New Regulatory Requirements for Recycling Byproducts?

By Fern Abrams, IPC Director of Government Relations and Environmental Policy

Although neither Congress nor the U.S. EPA (Environmental Protection Agency) have introduced new laws or regulations for byproducts, a new interpretation of existing chemicals regulations may put manufacturers in a bind for doing what they thought was the right thing — recycling. A new interpretation by the EPA follows a twisted road to their conclusion that a recycled byproduct from electronics and other manufacturing sectors is subject to regulation under the Toxic Substances Control Act (TSCA). Considered a regulation for controlling the toxicity of new chemicals, TSCA has been of little interest to electronics manufacturers. Now, by a bizarre turn of logic, the EPA regards recycled byproducts as “new chemicals” that are “feedstock” into the recycling processes; therefore, subject to TSCA regulations. Any manufacturer with the temerity to send spent plating baths, solder dross, F006 treatment sludge, and other electronics manufacturing byproducts for reuse or recycling may be subject to chemicals regulations never considered applicable or relevant. If this sounds odd to you, keep reading as we follow Alice and the Cheshire Cat to the land where logic no longer reigns.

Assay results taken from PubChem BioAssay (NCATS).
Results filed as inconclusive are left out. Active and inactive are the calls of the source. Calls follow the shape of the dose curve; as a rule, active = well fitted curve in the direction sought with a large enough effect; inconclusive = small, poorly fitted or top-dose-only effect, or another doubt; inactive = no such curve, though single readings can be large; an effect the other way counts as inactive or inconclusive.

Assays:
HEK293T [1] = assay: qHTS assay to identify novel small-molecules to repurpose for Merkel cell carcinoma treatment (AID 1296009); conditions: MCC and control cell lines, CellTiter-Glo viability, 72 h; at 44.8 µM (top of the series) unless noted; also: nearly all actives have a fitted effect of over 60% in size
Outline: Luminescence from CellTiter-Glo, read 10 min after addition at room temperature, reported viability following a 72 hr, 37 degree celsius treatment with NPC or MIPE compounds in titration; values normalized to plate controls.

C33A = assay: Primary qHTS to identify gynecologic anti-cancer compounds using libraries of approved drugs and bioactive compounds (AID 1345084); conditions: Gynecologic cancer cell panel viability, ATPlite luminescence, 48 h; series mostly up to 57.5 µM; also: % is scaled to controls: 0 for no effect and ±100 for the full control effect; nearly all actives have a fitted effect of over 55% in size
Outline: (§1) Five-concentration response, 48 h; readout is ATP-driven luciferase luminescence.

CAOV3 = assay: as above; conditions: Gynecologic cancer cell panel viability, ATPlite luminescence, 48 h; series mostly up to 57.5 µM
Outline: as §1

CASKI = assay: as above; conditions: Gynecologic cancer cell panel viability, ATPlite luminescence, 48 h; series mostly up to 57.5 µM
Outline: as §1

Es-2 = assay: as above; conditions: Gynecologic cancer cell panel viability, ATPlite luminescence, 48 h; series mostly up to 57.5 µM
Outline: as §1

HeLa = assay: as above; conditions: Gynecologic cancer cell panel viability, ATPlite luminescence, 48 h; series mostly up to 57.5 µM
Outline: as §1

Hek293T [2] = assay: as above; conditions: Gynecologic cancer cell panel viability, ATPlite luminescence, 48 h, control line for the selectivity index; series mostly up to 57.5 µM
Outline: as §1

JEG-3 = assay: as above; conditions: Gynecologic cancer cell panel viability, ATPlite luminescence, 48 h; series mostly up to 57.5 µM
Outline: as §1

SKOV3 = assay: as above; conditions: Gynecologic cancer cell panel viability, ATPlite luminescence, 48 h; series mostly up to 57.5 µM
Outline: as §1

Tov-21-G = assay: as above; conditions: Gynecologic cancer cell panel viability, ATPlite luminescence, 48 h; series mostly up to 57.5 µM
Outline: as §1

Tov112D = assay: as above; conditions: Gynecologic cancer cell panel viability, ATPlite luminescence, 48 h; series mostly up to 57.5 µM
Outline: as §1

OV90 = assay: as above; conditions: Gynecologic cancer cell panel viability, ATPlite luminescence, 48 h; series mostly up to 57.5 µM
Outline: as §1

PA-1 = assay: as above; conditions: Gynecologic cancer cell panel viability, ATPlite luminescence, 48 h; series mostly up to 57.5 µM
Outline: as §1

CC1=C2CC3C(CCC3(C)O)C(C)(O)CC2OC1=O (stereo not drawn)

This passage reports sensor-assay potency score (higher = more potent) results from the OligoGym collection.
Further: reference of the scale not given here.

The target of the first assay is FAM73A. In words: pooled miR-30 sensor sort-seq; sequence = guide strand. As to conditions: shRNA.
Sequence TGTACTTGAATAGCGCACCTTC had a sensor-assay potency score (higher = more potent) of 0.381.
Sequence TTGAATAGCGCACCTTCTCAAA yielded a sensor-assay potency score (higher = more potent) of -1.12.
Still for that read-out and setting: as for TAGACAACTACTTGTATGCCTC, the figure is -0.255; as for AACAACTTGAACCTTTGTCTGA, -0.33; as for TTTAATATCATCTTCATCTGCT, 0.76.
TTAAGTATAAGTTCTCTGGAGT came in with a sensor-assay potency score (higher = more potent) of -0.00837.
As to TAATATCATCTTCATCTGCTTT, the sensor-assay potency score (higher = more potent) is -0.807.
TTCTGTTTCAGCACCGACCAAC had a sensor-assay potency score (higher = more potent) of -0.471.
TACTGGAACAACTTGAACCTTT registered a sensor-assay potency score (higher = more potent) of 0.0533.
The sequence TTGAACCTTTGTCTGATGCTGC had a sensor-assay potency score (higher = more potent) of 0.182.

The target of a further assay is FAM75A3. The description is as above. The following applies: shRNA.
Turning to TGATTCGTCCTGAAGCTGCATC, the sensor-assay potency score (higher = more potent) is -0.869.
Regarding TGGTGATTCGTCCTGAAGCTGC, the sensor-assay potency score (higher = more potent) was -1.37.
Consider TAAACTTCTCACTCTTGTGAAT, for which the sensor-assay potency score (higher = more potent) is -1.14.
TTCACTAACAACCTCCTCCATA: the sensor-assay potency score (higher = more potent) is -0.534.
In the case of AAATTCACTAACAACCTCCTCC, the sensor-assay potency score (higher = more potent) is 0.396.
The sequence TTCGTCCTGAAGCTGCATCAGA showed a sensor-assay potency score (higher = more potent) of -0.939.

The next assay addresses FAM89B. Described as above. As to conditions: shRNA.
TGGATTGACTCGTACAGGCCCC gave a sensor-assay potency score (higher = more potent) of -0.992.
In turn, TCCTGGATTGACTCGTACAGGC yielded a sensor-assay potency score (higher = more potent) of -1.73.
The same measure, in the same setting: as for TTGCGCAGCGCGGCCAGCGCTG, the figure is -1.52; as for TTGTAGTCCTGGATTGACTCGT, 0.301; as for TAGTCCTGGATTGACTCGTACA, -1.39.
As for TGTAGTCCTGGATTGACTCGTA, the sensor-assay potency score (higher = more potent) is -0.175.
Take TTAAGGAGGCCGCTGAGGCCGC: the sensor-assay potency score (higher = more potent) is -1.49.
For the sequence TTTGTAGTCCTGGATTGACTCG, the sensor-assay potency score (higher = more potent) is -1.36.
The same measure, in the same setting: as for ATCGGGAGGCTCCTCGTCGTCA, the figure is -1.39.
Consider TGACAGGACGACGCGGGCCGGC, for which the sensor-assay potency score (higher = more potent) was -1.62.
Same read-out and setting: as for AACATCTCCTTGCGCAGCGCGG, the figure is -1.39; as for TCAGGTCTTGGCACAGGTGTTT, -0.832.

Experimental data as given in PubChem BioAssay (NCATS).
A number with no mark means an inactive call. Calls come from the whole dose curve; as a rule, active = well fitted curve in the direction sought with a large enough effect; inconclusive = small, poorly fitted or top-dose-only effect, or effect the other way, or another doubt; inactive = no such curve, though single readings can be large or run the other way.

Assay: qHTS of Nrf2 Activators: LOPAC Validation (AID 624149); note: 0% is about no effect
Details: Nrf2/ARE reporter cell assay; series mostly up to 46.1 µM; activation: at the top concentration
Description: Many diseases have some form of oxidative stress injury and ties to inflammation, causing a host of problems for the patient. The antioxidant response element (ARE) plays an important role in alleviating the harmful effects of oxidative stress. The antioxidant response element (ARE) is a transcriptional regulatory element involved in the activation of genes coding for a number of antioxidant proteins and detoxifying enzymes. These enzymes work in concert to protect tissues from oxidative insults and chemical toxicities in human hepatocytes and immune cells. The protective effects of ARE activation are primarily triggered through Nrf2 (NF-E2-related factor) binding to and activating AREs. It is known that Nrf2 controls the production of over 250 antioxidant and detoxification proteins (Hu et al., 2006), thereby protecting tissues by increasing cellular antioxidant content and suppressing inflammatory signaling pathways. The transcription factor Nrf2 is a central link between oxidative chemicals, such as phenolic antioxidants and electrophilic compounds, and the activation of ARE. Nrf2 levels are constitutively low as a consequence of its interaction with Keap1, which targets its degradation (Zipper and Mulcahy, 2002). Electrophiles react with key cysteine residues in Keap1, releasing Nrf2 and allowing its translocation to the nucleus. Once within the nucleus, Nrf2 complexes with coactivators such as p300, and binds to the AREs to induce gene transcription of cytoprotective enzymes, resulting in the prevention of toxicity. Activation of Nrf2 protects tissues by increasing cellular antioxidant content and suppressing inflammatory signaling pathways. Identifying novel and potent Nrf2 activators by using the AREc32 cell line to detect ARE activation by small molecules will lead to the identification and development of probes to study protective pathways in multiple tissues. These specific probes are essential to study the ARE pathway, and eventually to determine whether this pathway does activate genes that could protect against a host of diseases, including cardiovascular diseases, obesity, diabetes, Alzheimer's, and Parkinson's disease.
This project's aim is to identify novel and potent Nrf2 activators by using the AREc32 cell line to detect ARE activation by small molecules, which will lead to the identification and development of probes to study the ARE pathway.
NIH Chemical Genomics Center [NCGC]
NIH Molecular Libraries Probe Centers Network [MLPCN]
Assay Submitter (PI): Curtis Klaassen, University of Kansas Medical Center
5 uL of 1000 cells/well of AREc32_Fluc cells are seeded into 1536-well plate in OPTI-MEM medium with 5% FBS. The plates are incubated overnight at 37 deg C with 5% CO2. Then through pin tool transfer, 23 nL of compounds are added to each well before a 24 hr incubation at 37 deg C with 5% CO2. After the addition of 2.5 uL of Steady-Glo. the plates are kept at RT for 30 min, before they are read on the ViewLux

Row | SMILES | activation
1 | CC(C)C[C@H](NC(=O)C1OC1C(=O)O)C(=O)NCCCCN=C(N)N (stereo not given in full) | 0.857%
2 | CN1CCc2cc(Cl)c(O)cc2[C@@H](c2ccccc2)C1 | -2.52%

The Toxic Substances Control Act
TSCA was enacted to ensure the safety of chemical substances that are not covered under other federal laws. Under TSCA, the EPA can control or ban a chemical if it poses an unreasonable risk to human or environmental health. Regulatory requirements of TSCA require chemical manufacturers to provide the EPA with a pre-manufacture notification (PMN) for “new chemicals” before manufacture. Following EPA review, further testing may be requested to determine the hazards associated with the chemical. TSCA requires the EPA to maintain an inventory of all chemicals that are commercially manufactured in or imported into the U.S. under the Inventory Update Rule (IUR), manufacturers and importers of chemical substances included on the inventory are required to periodically report current data on the production volume, plant location, and site-limited status of these substances.

How did this rule come to apply to electronics manufacturers?
Electronics manufacturers are not chemical manufacturers and could hardly be expected to be subject to the IUR. In fact, the IUR contains specific exemptions for byproducts, such as F006 wastewater treatment sludge, solder dross, and spent solutions generated by the electronics manufacturers. So what happened?

In 2006, IUR reporting was required for the first time for inorganic substances, including most metals-bearing substances such as those found, used, and generated by the electronics manufacturing industry. When an overly cautious PCB environmental manager contacted the EPA for clarification of regulatory requirements as they pertained to recycled byproducts, the EPA responded that the byproduct exemption did not apply because when the byproducts were sent for recycling they became new chemical feedstocks. The EPA even considered F006 electroplating sludge — a listed hazardous waste under RCRA — as a new chemical if it was recycled.